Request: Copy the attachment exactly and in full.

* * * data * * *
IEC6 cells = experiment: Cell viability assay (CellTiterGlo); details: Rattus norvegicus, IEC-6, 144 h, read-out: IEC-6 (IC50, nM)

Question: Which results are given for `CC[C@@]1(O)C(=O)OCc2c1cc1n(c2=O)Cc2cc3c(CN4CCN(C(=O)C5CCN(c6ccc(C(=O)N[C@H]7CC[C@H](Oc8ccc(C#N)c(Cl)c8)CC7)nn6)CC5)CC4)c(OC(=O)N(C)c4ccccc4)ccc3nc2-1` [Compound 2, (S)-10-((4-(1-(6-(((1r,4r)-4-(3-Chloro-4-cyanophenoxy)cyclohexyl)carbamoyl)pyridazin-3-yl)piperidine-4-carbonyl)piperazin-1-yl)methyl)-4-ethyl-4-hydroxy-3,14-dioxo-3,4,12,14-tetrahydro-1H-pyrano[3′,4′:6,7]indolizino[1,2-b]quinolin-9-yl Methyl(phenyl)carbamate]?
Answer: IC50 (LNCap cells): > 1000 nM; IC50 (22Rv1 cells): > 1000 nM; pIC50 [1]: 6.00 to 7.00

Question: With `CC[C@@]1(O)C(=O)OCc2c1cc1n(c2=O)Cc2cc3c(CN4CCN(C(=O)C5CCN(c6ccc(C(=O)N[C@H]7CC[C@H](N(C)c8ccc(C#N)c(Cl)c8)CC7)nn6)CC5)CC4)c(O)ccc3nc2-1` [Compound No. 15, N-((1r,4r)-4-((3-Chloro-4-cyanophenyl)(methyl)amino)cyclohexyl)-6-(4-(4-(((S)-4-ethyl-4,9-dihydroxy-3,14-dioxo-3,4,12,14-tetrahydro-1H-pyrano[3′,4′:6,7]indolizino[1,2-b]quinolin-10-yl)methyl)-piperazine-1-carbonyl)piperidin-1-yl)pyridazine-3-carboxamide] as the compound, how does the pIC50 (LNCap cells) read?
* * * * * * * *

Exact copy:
IEC6 cells = experiment: Cell viability assay (CellTiterGlo); details: Rattus norvegicus, IEC-6, 144 h, read-out: IEC-6 (IC50, nM)

Question: Which results are given for `CC[C@@]1(O)C(=O)OCc2c1cc1n(c2=O)Cc2cc3c(CN4CCN(C(=O)C5CCN(c6ccc(C(=O)N[C@H]7CC[C@H](Oc8ccc(C#N)c(Cl)c8)CC7)nn6)CC5)CC4)c(OC(=O)N(C)c4ccccc4)ccc3nc2-1` [Compound 2, (S)-10-((4-(1-(6-(((1r,4r)-4-(3-Chloro-4-cyanophenoxy)cyclohexyl)carbamoyl)pyridazin-3-yl)piperidine-4-carbonyl)piperazin-1-yl)methyl)-4-ethyl-4-hydroxy-3,14-dioxo-3,4,12,14-tetrahydro-1H-pyrano[3′,4′:6,7]indolizino[1,2-b]quinolin-9-yl Methyl(phenyl)carbamate]?
Answer: IC50 (LNCap cells): > 1000 nM; IC50 (22Rv1 cells): > 1000 nM; pIC50 [1]: 6.00 to 7.00

Question: With `CC[C@@]1(O)C(=O)OCc2c1cc1n(c2=O)Cc2cc3c(CN4CCN(C(=O)C5CCN(c6ccc(C(=O)N[C@H]7CC[C@H](N(C)c8ccc(C#N)c(Cl)c8)CC7)nn6)CC5)CC4)c(O)ccc3nc2-1` [Compound No. 15, N-((1r,4r)-4-((3-Chloro-4-cyanophenyl)(methyl)amino)cyclohexyl)-6-(4-(4-(((S)-4-ethyl-4,9-dihydroxy-3,14-dioxo-3,4,12,14-tetrahydro-1H-pyrano[3′,4′:6,7]indolizino[1,2-b]quinolin-10-yl)methyl)-piperazine-1-carbonyl)piperidin-1-yl)pyridazine-3-carboxamide] as the compound, how does the pIC50 (LNCap cells) read?